Job skills

This is a discussion on Job skills within the A Brief History of Cprogramming.com forums, part of the Community Boards category; So I'm trying to figure out what kind additional skills/knowledge I should add to my bag of tricks to make ...

  1. #1
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    Job skills

    So I'm trying to figure out what kind additional skills/knowledge I should add to my bag of tricks to make myself more marketable in terms of looking for a job (I'm not looking for one right now). I thought I would post my skills here and see if anyone had any suggestions.

    Skills, 5+ years exp.:
    --c/c++ on most unix platforms, win32 platform, and open vms platform.
    --client-server architecture
    --multi-threaded programming
    --network programming with bsd sockets
    --VBScript/WMI/ADO on Windows
    --Korn shell scripting on unixes

    Skills, 1 year or less exp.:
    --Python
    --ADO.NET
    --VB.NET
    --SQL/MySQL

    So I'm looking for two types of suggestions.

    First, I want to know if there is some detail about something above that I should definately mention on a resume. For example, should I say that I know the STL, or is that basically implied when you say you know c++? Or should I say specifically that I have worked with Win32 API/Unix libraries, or is that again implied by the fact that I say that I have worked on those platforms? Etc.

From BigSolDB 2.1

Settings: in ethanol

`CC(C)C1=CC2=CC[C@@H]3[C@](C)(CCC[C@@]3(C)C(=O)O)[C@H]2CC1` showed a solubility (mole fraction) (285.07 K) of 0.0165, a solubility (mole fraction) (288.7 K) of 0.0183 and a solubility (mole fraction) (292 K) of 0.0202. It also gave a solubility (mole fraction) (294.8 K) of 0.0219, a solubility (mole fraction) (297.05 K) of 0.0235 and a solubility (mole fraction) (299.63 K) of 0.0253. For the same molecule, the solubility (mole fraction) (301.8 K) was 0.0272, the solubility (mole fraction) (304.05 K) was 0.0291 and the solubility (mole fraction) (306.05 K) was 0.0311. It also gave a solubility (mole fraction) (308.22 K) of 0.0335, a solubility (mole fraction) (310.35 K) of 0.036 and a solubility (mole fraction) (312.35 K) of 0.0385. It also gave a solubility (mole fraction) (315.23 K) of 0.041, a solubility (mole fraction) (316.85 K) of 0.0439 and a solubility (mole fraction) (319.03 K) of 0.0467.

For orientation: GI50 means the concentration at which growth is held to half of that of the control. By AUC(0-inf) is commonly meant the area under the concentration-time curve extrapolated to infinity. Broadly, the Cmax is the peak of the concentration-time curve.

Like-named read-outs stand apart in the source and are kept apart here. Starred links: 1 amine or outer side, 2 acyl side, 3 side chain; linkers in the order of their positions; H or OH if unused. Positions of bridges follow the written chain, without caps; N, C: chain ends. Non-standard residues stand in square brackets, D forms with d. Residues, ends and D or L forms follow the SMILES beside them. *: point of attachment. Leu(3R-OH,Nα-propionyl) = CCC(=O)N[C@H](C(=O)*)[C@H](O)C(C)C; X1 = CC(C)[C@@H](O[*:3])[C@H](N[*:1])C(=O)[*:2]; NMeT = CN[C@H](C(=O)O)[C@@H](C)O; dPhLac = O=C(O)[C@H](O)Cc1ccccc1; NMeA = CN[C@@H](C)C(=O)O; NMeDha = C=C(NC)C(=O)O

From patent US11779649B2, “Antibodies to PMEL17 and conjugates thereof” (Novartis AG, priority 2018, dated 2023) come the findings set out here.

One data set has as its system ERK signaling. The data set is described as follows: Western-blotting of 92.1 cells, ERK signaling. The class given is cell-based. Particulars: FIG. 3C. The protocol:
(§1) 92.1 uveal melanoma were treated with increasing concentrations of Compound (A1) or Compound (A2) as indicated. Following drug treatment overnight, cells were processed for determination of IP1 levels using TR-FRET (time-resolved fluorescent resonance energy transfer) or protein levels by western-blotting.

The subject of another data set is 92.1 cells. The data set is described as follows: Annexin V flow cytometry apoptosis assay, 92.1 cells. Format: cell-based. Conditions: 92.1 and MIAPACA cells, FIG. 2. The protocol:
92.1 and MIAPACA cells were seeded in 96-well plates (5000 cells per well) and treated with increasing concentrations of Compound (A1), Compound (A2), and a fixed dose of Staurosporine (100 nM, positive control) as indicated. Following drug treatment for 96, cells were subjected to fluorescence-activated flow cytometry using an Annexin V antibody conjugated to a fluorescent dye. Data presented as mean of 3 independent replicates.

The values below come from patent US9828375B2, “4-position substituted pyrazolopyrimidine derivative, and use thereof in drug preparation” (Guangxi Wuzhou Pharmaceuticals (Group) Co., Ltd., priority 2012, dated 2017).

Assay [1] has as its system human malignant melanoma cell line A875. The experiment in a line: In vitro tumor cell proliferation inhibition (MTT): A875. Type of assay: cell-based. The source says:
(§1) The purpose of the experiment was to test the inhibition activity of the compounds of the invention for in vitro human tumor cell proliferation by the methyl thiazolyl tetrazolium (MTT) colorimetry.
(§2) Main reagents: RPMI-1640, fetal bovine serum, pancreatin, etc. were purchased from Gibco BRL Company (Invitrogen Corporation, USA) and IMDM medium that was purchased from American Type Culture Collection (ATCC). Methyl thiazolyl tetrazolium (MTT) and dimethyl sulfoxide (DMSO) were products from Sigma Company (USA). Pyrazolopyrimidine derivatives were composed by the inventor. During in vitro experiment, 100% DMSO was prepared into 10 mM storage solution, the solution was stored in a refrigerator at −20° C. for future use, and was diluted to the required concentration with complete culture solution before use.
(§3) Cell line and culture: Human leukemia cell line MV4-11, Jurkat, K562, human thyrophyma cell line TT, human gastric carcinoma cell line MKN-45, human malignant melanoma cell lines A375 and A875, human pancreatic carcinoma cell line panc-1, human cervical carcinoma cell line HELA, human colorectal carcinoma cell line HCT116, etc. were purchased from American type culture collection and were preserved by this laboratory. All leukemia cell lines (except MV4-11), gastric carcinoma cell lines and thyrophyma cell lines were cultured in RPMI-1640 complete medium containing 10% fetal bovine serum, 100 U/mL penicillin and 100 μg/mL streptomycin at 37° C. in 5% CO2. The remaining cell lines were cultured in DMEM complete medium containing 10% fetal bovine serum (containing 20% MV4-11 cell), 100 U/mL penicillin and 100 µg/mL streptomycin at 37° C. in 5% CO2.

Second kind of suggestion is, is there some skill that I am missing, that would make me vastly more marketable if I had it. For example, you might be of the opinion that usually employers who are looking for VB.NET are also looking for skills/experience with ASP/ASP.NET, of which I have no experience. So to best leverage my VB.NET skills, I should learn ASP.NET. Etc.

    Also, I'd love to hear from anybody, but also please give me info about why you are or are not a credible person to listen to. I.e. are you a hiring manager, good friends with a hiring manager, or a high-school student, etc.?

    Thanks for all info, opinions, advice, rants, etc.
    The crows maintain that a single crow could destroy the heavens. Doubtless this is so. But it proves nothing against the heavens, for the heavens signify simply: the impossibility of crows.

  2. #2
    Registered User whiteflags's Avatar
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    Quote Originally Posted by IfYouSaySo
    First, I want to know if there is some detail about something above that I should definately mention on a resume. For example, should I say that I know the STL, or is that basically implied when you say you know c++? Or should I say specifically that I have worked with Win32 API/Unix libraries, or is that again implied by the fact that I say that I have worked on those platforms? Etc.
    Common sense tells me that companies do not like to reuse any code besides their own. STL will help you, but most companies will use that as a lego at best for building specialized things. Same thing with different platforms: if you've worked with it, they know you know.